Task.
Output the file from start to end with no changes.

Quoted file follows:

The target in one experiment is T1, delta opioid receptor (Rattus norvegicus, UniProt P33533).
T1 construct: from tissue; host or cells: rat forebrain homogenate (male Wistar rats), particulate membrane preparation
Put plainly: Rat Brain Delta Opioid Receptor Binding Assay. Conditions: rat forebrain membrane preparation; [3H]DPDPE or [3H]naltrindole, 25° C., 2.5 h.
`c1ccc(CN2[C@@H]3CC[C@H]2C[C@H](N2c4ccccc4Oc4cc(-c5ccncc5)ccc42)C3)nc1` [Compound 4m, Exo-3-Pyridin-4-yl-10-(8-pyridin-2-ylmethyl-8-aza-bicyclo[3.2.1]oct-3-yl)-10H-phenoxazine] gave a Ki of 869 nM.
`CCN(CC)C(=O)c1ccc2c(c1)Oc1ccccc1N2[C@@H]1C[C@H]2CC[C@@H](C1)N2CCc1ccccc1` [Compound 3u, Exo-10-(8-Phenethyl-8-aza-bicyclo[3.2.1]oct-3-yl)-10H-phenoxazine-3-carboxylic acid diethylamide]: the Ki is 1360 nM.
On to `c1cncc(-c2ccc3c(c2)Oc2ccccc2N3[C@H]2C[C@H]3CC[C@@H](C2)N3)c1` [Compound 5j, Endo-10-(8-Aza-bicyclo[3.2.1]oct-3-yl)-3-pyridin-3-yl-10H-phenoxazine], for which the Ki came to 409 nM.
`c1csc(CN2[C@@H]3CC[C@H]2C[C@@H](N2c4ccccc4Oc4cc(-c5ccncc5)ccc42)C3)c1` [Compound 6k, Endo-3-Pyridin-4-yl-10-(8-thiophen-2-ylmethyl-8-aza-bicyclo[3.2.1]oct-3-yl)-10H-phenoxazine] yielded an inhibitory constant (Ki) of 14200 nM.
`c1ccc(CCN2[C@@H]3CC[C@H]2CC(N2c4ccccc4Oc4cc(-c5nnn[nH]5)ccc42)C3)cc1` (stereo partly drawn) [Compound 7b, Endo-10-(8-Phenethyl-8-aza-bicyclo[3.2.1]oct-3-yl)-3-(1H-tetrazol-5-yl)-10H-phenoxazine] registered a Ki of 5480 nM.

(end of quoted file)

The target in one experiment is T1, delta opioid receptor (Rattus norvegicus, UniProt P33533).
T1 construct: from tissue; host or cells: rat forebrain homogenate (male Wistar rats), particulate membrane preparation
Put plainly: Rat Brain Delta Opioid Receptor Binding Assay. Conditions: rat forebrain membrane preparation; [3H]DPDPE or [3H]naltrindole, 25° C., 2.5 h.
`c1ccc(CN2[C@@H]3CC[C@H]2C[C@H](N2c4ccccc4Oc4cc(-c5ccncc5)ccc42)C3)nc1` [Compound 4m, Exo-3-Pyridin-4-yl-10-(8-pyridin-2-ylmethyl-8-aza-bicyclo[3.2.1]oct-3-yl)-10H-phenoxazine] gave a Ki of 869 nM.
`CCN(CC)C(=O)c1ccc2c(c1)Oc1ccccc1N2[C@@H]1C[C@H]2CC[C@@H](C1)N2CCc1ccccc1` [Compound 3u, Exo-10-(8-Phenethyl-8-aza-bicyclo[3.2.1]oct-3-yl)-10H-phenoxazine-3-carboxylic acid diethylamide]: the Ki is 1360 nM.
On to `c1cncc(-c2ccc3c(c2)Oc2ccccc2N3[C@H]2C[C@H]3CC[C@@H](C2)N3)c1` [Compound 5j, Endo-10-(8-Aza-bicyclo[3.2.1]oct-3-yl)-3-pyridin-3-yl-10H-phenoxazine], for which the Ki came to 409 nM.
`c1csc(CN2[C@@H]3CC[C@H]2C[C@@H](N2c4ccccc4Oc4cc(-c5ccncc5)ccc42)C3)c1` [Compound 6k, Endo-3-Pyridin-4-yl-10-(8-thiophen-2-ylmethyl-8-aza-bicyclo[3.2.1]oct-3-yl)-10H-phenoxazine] yielded an inhibitory constant (Ki) of 14200 nM.
`c1ccc(CCN2[C@@H]3CC[C@H]2CC(N2c4ccccc4Oc4cc(-c5nnn[nH]5)ccc42)C3)cc1` (stereo partly drawn) [Compound 7b, Endo-10-(8-Phenethyl-8-aza-bicyclo[3.2.1]oct-3-yl)-3-(1H-tetrazol-5-yl)-10H-phenoxazine] registered a Ki of 5480 nM.